Prior to the start of the Great War, Lieutenant GD Melville of the 2nd Battalion was one of the first members of the British Army to attend, and qualify from, a Vickers Gun course run by the School of Musketry at Hythe between 25 October and 15 November 1913. He was followed between 29 January and 20 February 1914 by Captain AG Lyttelton of the 2nd Battalion on the 53rd Qualifying Course at Hythe. Their attendance implies this regiment was one of the earliest to receive the Vickers machine gun.
The Great War
During the Great War, the dispositions of Battalions were distributed as follows:
The 1st Battalion was part of the 84th Brigade, attached to the 28th Division.
The Division had no existence before the outbreak of the Great war.The Division assembled and mobilized at Hursley, Pitt Hill, and Magdalen Hill Camps (around Winchester) during December, 1914, and January, 1915. The 12 infantry battalions, of which it was composed, came from India (10 from nine different stations), Singapore (1), and Egypt (1); the brigades were formed at Winchester. The mounted troops included a cavalry squadron from an existing yeomanry unit, and a cyclist company, which was formed at Winchester. Of the field artillery brigades: in August, 1914, III. was in India and XXXI. was at Sheffield, whilst CXLVI. was only formed at Winchester. The field companies, signal company, field ambulances, and train, were territorial force units.
The 28th Division embarked at Southampton on the 15th-18th January, 1915, disembarked at Le Havre between the 16th-19th January, and concentrated between Bailleul and Hazebrouck by the 22nd January.
The 28th Division served on the Western Front in France and Belgium until the middle of October, 1915. It embarked for Egypt in October and November, and, on arrival, it encamped in the neighbourhood of Alexandria. On the 17th November, order were received for the division to embark for Salonika as soon as possible. Embarkation began on the 20th November, but it was not until the 4th January, 1916, that all the units had completed disembarkation at Salonika. (The XXXI. and CXLVI. Brigades, R.F.A., proceeded direct from Marseille to Salonika, sailing on the 17th November; these two brigades arrived: XXXI. on 27th November, and CXLVI. on the 2nd December.)Becke, 1934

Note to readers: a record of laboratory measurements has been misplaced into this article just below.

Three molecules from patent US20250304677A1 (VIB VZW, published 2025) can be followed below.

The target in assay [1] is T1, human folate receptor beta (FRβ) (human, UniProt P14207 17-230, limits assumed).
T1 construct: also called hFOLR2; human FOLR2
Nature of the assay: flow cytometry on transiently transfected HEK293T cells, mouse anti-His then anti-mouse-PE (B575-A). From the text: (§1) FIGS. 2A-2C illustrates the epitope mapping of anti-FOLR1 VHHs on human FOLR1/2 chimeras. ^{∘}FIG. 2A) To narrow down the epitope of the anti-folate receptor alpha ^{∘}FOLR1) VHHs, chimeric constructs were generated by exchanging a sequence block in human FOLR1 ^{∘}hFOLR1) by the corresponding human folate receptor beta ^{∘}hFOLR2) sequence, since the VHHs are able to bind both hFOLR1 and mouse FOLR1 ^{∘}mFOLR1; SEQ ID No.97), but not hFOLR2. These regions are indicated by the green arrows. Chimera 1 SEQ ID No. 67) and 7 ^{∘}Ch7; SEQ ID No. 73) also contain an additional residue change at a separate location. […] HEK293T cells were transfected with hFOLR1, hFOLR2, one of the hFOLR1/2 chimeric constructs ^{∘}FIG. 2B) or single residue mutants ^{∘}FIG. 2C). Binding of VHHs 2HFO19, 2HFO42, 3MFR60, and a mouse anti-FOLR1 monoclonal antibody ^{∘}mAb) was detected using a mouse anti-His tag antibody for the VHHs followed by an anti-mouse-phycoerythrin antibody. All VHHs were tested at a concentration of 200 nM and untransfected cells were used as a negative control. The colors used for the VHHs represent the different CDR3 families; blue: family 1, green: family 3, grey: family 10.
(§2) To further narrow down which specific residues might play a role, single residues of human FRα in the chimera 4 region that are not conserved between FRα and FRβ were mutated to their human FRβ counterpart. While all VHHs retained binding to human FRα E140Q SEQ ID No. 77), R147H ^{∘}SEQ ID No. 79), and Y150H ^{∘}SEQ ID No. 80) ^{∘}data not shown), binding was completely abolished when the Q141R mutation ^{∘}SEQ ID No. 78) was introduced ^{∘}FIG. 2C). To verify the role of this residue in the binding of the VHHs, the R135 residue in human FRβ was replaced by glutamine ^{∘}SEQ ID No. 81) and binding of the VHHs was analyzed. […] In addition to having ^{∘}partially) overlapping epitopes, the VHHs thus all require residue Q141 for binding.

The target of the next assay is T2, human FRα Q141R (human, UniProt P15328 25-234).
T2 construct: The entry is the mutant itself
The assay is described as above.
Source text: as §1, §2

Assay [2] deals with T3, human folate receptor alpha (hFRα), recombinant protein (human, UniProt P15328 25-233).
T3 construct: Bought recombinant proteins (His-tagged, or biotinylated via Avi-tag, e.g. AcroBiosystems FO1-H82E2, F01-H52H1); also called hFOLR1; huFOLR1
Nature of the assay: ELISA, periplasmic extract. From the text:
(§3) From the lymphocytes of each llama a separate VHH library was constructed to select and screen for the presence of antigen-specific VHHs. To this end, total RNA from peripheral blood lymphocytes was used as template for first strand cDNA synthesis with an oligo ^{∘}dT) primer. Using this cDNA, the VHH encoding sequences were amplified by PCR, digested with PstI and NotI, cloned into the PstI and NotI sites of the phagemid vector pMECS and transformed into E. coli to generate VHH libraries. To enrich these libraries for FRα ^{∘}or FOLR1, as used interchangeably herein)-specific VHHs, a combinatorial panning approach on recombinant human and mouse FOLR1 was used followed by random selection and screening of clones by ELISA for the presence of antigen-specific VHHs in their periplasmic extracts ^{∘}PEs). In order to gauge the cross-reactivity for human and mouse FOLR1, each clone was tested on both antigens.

As a unit of the 28th Infantry Division, it will have taken part in the following battles and engagements.
|BATTLES OF YPRES|
|22 and 23 April||Battle of Gravenstafel Ridge [V. Corps, Second Army].|
|24 April to 04 May||Battle of St. Julien [V. Corps, Second Army, until 28/4; then Plumer’s Force].|
|08 to 13 May||Battle of Frezenberg Ridge [V. Corps, Second Army].|
|24 and 25 May||Battle of Bellewaarde Ridge [V. Corps, Second Army].|
|27 to 05 October||Battle of Loos [I. Corps, First Army].|
|At noon on the 19th October, the division was ordered to be ready to entrain in 48 hours for an unknown destination. On 21st October, the division began to entrain for Marseille, and on 24th October the first units sailed from that port. Units began to reach Alexandria on 29th October, and the division (less XXXI. and CXLVI. Bdes., R.F.A.) reached Egypt by 22nd November. The 28th Division was then sent from Alexandria at Salonika on the 4th January, 1916.|
The 2nd Battalion was part of the 3rd Brigade, attached to the 1st Division.
On the outbreak of War the 1st Division was quartered at Aldershot, and it mobilized there. The division crossed to France between the 11th and 15th August, concentrated around le Nouvion, and began to move forward on the 21st August.Becke, 1934
As a unit of the 1st Infantry Division, it will have taken part in the following battles and engagements.
|23 and 24 August||Battle of Mons [I Corps]|
|24 August to 5 September||RETREAT FROM MONS [I Corps]|
|27 August||Etreux (1st Guards Bde)|
|6 to 9 September||Battle of the Marne [I Corps]|
|13 to 26 September||BATTLE OF THE AISNE [I Corps]|
|13 September||Passage of the Aisne|
|20 September||Actions on the Aisne Heights|
|26 September||Action of Chivy|
|19 October to 15 November||BATTLE OF YPRES [I Corps]|
|21 to 24 October||Battle of Langemark [I Corps]|
|29 to 31 October||Battle of Gheluvelt [I Corps]|
|11 November||Battle of Nonne Bosschen [I Corps]|
|20 to 21 December||Defence of Givenchy|